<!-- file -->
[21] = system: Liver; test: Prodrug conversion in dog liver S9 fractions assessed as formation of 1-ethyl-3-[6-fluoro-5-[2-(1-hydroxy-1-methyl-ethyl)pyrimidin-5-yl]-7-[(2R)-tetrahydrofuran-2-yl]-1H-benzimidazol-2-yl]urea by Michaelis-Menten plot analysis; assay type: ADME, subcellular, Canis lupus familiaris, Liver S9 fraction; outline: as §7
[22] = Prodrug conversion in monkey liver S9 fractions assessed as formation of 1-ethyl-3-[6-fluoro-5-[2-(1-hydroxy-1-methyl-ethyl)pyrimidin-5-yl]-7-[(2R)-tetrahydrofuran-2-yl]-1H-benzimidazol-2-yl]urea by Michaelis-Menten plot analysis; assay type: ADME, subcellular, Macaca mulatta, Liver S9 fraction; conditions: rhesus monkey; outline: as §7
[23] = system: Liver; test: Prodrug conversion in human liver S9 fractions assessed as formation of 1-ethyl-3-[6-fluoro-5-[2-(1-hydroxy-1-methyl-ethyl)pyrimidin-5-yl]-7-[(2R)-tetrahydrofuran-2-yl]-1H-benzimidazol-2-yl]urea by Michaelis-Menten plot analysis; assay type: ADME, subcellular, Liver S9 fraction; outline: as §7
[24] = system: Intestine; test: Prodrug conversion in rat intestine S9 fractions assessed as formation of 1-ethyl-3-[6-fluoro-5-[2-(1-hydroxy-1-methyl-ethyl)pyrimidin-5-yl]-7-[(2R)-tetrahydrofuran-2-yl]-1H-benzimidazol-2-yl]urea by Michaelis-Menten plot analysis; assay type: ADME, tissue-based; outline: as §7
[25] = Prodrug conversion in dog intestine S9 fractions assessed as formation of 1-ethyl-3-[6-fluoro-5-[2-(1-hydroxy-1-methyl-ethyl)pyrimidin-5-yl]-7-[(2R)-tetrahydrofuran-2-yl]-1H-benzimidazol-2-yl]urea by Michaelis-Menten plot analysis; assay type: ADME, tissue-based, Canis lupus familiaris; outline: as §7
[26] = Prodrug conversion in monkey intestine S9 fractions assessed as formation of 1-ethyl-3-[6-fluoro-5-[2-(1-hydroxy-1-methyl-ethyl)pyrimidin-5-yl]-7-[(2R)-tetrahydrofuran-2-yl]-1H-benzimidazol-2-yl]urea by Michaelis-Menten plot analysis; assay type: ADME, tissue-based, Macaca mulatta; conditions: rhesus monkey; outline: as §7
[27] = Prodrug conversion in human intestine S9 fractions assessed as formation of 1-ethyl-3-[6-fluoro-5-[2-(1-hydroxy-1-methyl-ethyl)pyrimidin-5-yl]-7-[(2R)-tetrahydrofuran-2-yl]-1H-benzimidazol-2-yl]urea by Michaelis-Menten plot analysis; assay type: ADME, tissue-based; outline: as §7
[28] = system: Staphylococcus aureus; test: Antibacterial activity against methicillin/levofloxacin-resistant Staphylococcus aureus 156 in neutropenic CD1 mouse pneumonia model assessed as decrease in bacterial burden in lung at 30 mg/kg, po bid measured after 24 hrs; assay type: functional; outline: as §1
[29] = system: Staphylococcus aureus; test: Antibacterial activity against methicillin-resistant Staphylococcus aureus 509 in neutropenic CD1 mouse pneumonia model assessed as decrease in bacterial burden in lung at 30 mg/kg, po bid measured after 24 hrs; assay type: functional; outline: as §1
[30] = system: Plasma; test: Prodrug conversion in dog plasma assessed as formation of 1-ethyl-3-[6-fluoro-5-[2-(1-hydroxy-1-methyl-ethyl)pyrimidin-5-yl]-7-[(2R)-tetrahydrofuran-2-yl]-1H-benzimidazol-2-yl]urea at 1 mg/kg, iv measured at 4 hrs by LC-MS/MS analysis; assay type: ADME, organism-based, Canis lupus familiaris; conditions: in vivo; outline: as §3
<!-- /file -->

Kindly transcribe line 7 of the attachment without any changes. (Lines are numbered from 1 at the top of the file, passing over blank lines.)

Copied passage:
[27] = Prodrug conversion in human intestine S9 fractions assessed as formation of 1-ethyl-3-[6-fluoro-5-[2-(1-hydroxy-1-methyl-ethyl)pyrimidin-5-yl]-7-[(2R)-tetrahydrofuran-2-yl]-1H-benzimidazol-2-yl]urea by Michaelis-Menten plot analysis; assay type: ADME, tissue-based; outline: as §7